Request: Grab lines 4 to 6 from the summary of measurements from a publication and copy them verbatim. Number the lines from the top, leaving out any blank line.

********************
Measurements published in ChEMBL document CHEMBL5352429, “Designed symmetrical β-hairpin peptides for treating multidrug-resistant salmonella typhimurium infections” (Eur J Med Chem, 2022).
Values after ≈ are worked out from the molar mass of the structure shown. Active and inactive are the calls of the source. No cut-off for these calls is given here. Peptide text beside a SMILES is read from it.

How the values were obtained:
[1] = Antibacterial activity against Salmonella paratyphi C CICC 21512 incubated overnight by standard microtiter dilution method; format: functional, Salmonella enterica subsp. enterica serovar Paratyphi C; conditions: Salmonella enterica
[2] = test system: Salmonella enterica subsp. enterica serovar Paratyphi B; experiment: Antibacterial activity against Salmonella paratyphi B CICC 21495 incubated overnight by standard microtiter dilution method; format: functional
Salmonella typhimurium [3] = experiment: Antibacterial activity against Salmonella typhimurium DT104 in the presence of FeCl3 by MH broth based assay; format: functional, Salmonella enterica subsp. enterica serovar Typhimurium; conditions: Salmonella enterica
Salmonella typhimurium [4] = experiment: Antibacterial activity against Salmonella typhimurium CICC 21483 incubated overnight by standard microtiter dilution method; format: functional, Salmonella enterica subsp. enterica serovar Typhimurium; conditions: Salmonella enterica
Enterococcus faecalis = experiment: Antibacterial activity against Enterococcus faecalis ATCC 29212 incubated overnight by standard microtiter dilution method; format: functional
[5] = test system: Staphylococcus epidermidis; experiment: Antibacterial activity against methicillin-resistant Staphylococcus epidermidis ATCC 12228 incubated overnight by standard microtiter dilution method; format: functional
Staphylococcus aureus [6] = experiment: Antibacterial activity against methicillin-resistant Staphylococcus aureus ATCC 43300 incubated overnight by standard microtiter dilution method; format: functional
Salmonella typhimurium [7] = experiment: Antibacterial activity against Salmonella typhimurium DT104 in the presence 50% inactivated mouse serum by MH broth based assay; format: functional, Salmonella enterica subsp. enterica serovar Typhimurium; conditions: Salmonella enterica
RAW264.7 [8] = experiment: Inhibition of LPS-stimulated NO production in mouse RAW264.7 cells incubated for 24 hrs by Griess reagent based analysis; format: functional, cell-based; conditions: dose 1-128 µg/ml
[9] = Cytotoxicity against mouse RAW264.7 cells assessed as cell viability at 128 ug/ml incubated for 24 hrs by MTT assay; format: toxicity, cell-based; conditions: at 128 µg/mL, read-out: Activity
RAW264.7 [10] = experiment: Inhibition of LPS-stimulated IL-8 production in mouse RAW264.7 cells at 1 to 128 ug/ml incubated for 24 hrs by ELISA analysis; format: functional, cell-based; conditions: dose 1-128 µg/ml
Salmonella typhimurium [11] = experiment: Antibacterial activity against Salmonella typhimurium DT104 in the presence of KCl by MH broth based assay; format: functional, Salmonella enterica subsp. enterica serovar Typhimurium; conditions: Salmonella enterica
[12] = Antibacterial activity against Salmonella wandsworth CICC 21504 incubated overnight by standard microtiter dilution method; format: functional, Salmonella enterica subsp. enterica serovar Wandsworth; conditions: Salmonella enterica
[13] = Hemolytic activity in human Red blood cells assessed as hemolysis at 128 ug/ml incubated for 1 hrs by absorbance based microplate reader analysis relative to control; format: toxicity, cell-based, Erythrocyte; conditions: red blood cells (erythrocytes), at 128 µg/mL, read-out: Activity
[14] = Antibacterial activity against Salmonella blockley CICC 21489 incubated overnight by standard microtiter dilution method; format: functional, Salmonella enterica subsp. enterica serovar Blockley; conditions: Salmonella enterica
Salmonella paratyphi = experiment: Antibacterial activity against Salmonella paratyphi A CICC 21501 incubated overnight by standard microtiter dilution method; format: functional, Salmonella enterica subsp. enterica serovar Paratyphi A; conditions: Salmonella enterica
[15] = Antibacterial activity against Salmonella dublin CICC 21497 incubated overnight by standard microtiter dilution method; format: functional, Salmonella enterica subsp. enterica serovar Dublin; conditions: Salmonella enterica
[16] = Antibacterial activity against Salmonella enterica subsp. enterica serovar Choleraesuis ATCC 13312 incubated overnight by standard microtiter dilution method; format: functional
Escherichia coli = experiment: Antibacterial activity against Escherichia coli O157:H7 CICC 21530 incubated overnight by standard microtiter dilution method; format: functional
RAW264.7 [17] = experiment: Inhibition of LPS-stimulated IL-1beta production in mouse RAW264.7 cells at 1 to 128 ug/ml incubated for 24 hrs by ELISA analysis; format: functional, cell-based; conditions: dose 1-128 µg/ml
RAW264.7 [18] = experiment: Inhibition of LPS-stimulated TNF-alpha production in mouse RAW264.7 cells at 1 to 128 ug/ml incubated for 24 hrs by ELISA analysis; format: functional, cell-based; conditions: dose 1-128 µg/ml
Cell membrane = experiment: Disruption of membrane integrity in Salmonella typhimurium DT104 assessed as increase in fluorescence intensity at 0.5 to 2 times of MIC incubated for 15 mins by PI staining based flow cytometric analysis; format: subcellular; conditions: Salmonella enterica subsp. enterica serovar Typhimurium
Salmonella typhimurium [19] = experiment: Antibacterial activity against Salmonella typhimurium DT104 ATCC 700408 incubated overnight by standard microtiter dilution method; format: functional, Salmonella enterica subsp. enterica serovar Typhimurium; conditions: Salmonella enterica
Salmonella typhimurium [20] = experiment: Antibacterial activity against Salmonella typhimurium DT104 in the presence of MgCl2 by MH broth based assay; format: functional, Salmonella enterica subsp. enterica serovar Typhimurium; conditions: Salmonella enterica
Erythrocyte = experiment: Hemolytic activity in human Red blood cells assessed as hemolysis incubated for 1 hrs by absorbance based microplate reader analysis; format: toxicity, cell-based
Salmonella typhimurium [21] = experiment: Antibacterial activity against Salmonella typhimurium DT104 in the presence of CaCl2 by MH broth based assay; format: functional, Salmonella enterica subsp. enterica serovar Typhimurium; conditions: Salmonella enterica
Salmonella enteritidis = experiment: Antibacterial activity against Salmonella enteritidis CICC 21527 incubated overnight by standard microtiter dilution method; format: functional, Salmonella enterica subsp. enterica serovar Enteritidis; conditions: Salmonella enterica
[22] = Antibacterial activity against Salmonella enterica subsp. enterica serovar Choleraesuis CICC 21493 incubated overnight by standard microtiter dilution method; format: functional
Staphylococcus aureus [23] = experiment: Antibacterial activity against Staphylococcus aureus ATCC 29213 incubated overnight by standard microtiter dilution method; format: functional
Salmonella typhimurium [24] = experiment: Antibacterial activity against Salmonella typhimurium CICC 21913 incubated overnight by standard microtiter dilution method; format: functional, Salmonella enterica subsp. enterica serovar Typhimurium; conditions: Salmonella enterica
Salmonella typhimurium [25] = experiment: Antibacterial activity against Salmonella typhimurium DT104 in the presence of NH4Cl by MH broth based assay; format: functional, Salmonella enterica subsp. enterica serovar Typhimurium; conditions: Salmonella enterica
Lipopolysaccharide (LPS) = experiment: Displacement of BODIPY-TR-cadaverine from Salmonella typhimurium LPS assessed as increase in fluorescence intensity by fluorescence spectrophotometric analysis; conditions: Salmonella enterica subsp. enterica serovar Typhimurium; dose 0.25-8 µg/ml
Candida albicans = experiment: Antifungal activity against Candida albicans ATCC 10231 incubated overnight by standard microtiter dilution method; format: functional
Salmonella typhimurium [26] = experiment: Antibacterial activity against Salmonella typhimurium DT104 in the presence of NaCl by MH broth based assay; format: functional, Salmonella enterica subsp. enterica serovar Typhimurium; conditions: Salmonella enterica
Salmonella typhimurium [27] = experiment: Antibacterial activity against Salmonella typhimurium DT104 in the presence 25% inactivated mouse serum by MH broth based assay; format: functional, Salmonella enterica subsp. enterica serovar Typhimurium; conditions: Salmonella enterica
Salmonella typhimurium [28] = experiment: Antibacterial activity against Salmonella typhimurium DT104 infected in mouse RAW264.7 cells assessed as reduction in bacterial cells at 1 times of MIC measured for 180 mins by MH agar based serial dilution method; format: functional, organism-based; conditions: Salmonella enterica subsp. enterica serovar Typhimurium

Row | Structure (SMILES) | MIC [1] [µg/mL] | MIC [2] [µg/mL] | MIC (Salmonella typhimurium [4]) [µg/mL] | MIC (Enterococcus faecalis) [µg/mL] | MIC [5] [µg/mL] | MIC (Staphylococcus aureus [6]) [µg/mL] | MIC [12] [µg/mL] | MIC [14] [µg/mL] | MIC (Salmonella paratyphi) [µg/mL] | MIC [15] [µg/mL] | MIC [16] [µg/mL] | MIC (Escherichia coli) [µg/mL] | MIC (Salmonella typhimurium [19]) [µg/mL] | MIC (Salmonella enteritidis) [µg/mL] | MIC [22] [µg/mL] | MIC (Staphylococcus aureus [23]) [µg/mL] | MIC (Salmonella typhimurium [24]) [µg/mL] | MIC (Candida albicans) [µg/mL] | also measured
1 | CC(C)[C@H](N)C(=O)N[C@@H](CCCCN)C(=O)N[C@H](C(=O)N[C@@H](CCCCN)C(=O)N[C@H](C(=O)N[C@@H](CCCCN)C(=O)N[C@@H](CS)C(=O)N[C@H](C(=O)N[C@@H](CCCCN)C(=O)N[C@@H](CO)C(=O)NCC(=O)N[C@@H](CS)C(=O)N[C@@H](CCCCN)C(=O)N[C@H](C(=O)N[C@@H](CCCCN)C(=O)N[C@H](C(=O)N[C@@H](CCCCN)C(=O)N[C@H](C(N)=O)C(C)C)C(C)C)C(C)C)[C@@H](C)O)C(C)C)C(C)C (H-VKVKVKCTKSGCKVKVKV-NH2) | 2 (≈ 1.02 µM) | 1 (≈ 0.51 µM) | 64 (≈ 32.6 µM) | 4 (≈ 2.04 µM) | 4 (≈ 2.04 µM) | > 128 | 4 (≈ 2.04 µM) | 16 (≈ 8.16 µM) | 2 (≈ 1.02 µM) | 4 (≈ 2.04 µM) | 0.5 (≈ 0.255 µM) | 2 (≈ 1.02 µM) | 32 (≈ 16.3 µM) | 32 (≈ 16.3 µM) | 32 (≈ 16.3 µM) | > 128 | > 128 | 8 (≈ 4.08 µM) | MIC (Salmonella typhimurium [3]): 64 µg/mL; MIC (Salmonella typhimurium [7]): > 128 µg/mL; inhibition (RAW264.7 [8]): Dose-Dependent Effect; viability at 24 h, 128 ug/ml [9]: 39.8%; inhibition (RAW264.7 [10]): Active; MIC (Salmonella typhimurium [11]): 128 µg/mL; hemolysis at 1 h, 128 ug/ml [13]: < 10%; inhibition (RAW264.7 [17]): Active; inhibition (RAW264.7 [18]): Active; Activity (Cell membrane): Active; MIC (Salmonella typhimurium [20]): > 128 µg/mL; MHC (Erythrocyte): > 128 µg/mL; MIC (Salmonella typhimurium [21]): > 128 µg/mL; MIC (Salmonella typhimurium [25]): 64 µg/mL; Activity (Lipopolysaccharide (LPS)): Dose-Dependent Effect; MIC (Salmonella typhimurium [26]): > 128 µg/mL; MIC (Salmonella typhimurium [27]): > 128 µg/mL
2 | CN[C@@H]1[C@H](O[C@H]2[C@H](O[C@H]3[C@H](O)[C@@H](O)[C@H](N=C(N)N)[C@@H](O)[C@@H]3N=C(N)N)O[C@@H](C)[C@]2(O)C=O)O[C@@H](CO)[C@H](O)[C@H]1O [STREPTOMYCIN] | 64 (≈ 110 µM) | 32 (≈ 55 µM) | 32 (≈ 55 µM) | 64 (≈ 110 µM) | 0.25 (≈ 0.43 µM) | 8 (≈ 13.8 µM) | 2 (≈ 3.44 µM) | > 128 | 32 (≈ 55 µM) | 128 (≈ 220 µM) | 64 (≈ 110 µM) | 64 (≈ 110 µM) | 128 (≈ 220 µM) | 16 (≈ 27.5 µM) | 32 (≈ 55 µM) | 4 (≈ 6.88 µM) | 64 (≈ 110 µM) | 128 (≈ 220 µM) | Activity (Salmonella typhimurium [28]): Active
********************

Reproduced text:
[1] = Antibacterial activity against Salmonella paratyphi C CICC 21512 incubated overnight by standard microtiter dilution method; format: functional, Salmonella enterica subsp. enterica serovar Paratyphi C; conditions: Salmonella enterica
[2] = test system: Salmonella enterica subsp. enterica serovar Paratyphi B; experiment: Antibacterial activity against Salmonella paratyphi B CICC 21495 incubated overnight by standard microtiter dilution method; format: functional
Salmonella typhimurium [3] = experiment: Antibacterial activity against Salmonella typhimurium DT104 in the presence of FeCl3 by MH broth based assay; format: functional, Salmonella enterica subsp. enterica serovar Typhimurium; conditions: Salmonella enterica